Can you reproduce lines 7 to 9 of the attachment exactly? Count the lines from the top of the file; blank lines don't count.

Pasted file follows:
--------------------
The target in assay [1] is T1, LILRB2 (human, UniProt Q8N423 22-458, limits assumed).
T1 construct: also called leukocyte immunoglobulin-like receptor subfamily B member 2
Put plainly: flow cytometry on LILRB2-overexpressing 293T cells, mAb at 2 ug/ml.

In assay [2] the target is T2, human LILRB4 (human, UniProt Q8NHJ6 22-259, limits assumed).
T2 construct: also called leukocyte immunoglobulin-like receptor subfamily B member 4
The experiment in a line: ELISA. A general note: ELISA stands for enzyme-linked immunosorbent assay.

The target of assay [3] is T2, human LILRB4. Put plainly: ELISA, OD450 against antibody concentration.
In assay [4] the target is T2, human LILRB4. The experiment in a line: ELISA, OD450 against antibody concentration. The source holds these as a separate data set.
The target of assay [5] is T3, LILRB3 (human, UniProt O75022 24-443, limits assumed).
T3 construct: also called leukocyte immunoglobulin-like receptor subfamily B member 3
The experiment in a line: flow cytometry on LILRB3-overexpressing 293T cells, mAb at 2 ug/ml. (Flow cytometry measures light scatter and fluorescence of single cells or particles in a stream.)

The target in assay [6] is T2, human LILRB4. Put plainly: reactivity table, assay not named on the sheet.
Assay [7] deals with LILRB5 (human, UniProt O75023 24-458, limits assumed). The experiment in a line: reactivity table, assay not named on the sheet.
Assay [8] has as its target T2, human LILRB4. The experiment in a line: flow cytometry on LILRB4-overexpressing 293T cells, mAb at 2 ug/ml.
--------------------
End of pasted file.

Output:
The target of assay [3] is T2, human LILRB4. Put plainly: ELISA, OD450 against antibody concentration.
In assay [4] the target is T2, human LILRB4. The experiment in a line: ELISA, OD450 against antibody concentration. The source holds these as a separate data set.
The target of assay [5] is T3, LILRB3 (human, UniProt O75022 24-443, limits assumed).